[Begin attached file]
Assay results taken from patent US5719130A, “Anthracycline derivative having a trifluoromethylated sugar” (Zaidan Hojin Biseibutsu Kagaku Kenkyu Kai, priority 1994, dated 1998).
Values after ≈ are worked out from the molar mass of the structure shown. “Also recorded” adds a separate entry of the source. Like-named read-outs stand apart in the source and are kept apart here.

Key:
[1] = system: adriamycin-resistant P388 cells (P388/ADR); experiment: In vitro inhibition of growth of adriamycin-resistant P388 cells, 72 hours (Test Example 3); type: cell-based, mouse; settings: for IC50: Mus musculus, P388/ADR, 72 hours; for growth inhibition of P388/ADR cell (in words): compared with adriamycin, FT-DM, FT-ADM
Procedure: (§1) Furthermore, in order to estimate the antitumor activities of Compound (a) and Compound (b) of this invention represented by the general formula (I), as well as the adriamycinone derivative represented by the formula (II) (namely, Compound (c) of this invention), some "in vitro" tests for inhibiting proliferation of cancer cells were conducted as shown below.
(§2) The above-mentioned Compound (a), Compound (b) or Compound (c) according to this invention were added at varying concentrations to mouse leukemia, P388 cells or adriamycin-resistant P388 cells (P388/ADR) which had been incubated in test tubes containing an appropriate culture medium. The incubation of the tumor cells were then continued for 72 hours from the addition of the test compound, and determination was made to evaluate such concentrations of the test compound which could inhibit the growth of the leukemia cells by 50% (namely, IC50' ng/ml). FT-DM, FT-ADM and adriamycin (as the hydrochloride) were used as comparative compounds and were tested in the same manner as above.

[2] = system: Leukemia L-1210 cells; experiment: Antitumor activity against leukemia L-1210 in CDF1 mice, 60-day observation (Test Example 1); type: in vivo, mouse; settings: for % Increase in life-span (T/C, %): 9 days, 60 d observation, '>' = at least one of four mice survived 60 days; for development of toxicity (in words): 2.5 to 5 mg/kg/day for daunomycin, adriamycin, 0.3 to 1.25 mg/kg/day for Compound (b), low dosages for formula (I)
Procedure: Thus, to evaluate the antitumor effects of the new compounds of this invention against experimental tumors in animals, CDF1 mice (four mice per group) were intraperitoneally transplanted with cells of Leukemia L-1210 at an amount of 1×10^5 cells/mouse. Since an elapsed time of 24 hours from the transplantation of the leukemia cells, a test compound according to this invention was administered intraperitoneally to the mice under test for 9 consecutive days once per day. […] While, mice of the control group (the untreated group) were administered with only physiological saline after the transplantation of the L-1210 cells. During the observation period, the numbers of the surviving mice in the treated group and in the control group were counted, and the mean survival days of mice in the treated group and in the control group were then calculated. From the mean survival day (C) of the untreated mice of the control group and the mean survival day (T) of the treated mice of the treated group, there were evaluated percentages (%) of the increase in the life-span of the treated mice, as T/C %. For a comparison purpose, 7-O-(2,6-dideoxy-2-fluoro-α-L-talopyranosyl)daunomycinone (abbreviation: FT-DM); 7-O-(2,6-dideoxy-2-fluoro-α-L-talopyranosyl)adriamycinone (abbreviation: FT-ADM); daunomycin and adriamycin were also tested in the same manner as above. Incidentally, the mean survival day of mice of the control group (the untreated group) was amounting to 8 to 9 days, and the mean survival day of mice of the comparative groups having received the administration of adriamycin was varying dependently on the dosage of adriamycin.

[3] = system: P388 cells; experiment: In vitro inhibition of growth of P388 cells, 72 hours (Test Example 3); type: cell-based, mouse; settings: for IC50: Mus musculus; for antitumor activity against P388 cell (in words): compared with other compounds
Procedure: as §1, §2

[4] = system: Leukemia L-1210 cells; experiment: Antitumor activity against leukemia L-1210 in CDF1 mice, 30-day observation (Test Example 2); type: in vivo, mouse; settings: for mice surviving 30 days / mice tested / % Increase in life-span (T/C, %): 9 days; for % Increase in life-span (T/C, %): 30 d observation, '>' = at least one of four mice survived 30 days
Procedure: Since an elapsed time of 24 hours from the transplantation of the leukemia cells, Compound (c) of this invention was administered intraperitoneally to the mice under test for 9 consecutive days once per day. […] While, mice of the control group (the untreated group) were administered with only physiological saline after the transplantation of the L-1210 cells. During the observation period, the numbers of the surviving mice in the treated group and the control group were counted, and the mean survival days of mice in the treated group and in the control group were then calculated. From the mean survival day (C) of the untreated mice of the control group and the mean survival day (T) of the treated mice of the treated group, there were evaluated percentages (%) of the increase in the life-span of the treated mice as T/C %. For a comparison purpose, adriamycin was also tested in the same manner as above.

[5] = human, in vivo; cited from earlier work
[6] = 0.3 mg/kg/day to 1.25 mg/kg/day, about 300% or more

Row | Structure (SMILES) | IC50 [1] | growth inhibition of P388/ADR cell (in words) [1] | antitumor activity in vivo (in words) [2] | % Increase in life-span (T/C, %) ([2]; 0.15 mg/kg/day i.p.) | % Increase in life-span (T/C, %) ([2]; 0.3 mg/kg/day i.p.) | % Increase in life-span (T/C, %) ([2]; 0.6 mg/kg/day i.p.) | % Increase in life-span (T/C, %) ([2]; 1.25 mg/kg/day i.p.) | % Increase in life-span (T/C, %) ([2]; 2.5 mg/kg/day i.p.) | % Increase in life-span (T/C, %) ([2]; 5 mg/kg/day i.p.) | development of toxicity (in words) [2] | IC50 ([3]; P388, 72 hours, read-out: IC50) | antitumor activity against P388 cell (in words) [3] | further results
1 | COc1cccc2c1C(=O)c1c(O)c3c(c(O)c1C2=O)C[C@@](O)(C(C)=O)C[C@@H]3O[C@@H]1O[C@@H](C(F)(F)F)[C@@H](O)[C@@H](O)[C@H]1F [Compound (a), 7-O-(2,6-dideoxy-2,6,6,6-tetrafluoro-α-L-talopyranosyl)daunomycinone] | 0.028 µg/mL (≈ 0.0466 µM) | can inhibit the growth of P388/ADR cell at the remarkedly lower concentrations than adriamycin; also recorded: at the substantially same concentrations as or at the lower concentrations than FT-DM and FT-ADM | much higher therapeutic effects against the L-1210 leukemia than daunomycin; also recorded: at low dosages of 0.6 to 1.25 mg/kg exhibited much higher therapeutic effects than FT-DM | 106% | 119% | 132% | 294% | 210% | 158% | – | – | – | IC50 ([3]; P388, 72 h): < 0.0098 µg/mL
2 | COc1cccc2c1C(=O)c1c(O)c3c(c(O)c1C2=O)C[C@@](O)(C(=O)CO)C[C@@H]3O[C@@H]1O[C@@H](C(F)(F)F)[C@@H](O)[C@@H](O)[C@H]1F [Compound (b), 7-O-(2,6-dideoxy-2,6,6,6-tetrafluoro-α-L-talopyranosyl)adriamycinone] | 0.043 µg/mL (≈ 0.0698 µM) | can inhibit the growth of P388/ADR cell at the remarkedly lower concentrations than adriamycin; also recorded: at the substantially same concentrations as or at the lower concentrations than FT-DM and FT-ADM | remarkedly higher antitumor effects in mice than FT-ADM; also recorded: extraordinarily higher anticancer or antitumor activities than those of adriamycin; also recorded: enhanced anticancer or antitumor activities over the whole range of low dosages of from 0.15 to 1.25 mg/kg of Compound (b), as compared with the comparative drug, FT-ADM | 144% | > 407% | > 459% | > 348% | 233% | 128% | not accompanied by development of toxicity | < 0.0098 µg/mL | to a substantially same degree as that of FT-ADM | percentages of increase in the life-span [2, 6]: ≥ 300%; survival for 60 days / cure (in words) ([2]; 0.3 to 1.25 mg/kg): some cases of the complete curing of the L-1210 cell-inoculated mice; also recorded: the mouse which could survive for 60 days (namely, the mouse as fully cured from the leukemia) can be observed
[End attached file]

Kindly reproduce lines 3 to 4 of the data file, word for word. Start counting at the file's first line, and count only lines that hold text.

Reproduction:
Key:
[1] = system: adriamycin-resistant P388 cells (P388/ADR); experiment: In vitro inhibition of growth of adriamycin-resistant P388 cells, 72 hours (Test Example 3); type: cell-based, mouse; settings: for IC50: Mus musculus, P388/ADR, 72 hours; for growth inhibition of P388/ADR cell (in words): compared with adriamycin, FT-DM, FT-ADM